Bees Love Crocus, and so do I
When I was little there was a corner planted with crocus that I would pass on my way to school. In my mind the appearance of those bright yellow, purple, and white blooms marked the true beginning of spring. Since then I have always had a soft spot for crocus. (By the way, I checked and the plural of crocus is either crocus or croci, and croci sounds weird.)
Crocus have now joined snowdrops as the only blooms in my garden. Not all – just the ones in the warmest spots. They are covered with bees, who are either very hungry and/or sick of a diet of nothing but snowdrops. Judy spent a bunch of time this morning photographing the bees on the crocus.
These are tommy crocus (Crocus tommasinianus). Tommies have the advantage of being less delicious to rodents than other crocus. They have the disadvantage of a more limited color palette, coming pretty much only in purple or lilac.
I really like the picture above. See that bee flying near the center of the photo?
OK, here’s just one more. This gives a really nice view of the stamen and pistils.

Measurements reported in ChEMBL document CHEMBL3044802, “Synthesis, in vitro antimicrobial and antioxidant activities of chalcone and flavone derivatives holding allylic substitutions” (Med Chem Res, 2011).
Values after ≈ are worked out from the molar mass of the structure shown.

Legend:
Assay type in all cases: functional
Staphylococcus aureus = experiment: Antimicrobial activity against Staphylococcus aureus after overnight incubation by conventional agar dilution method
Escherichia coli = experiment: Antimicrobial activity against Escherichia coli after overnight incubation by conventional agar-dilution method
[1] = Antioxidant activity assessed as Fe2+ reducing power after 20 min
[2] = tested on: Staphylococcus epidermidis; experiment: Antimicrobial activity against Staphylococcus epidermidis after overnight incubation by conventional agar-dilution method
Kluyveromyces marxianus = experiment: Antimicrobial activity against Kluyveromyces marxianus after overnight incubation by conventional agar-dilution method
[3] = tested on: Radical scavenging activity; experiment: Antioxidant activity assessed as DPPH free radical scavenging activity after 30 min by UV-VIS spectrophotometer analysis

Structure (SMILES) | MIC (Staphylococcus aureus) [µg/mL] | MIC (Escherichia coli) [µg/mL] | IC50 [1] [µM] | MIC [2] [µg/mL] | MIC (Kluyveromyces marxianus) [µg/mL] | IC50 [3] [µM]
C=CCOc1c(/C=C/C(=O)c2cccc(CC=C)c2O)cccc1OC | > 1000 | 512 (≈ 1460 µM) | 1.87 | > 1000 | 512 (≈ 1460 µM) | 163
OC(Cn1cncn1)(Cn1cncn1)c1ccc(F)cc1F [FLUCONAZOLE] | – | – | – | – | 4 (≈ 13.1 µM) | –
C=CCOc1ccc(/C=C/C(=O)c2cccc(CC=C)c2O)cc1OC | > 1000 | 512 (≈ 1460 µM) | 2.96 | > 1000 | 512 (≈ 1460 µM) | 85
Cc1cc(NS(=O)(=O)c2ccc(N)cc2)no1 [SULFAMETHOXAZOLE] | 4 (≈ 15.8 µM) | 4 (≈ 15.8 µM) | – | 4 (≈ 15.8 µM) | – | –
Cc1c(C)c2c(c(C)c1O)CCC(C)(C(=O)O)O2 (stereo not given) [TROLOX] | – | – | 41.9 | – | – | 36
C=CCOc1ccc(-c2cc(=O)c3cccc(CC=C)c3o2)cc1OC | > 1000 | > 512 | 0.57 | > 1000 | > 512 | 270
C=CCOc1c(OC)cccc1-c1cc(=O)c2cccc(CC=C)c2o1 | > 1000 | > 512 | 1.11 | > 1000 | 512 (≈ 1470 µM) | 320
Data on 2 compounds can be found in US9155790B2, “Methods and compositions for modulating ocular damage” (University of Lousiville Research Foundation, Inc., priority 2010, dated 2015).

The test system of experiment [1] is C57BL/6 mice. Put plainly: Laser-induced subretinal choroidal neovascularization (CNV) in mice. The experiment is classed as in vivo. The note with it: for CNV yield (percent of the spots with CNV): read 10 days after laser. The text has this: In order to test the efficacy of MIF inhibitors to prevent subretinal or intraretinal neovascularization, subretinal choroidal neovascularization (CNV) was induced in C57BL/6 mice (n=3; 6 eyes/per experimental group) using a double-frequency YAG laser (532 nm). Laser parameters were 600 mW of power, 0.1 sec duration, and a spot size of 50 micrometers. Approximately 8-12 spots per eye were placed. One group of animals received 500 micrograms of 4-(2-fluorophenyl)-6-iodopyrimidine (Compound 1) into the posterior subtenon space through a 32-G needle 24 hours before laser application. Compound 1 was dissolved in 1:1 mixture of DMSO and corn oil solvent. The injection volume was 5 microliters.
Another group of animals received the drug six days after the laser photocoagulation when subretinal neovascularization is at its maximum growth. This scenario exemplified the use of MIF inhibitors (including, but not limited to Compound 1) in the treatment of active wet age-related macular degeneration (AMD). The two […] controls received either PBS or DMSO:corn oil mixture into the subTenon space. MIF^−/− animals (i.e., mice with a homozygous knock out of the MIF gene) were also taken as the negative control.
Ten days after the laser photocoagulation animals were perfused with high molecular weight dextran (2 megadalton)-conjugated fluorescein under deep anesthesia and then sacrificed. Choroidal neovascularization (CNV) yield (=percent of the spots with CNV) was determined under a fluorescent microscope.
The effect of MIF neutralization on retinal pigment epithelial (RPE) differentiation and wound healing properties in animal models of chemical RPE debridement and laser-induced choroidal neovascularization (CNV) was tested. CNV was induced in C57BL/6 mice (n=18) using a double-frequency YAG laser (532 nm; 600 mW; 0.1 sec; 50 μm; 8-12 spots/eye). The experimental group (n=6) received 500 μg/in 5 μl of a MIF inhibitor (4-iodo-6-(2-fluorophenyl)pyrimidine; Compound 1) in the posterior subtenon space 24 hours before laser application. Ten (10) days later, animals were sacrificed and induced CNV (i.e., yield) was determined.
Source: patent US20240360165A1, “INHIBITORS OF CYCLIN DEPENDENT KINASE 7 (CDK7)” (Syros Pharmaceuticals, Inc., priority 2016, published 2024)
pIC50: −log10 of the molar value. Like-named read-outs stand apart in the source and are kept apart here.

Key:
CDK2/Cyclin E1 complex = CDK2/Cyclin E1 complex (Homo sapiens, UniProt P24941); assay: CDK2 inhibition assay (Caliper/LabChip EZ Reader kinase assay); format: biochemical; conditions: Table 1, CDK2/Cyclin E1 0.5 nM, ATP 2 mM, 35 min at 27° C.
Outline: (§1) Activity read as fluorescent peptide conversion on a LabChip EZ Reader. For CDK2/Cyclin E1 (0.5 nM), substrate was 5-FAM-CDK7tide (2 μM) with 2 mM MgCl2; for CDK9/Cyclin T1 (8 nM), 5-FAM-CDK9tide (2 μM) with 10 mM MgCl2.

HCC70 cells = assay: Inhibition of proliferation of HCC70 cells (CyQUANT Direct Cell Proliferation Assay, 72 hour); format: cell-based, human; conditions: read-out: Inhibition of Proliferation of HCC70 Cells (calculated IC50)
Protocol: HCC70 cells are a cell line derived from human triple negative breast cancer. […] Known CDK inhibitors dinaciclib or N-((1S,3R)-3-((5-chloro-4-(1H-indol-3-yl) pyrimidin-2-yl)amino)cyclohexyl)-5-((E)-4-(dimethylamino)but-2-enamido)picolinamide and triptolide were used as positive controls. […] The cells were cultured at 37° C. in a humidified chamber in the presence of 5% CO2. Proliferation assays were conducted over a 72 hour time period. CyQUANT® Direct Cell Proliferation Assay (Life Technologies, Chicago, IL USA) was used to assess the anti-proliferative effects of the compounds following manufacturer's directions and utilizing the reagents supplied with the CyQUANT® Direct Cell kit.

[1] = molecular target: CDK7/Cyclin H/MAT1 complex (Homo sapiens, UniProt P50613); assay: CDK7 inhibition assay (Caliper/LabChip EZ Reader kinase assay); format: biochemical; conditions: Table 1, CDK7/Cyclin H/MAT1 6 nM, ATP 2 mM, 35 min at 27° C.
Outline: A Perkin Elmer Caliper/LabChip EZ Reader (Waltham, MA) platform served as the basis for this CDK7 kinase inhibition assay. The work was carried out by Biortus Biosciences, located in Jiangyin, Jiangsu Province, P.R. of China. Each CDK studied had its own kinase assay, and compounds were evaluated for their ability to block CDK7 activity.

Here’s a clump of yellow spring crocus (Crocus chrysanthus). Unfortunately, crocus (except for the tommies) is like apple pie and ice cream to rabbits and squirrels. In my back garden they almost always get eaten before they bloom. However, I’ve noticed that the spring crocus I plant along the sidewalk remain unmolested. I’m guessing that the rabbits are too nervous to eat so close to the street and sidewalk.
Crocus can spread fairly quickly if the rodents don’t get at them. But sometimes squirrels dig up a crocus corm, replant it for later noshing, and then forget about it. That explains this lone white crocus. Give it a few years and it will make a nice clump.
Do you like crocus? Do you grow them in your garden?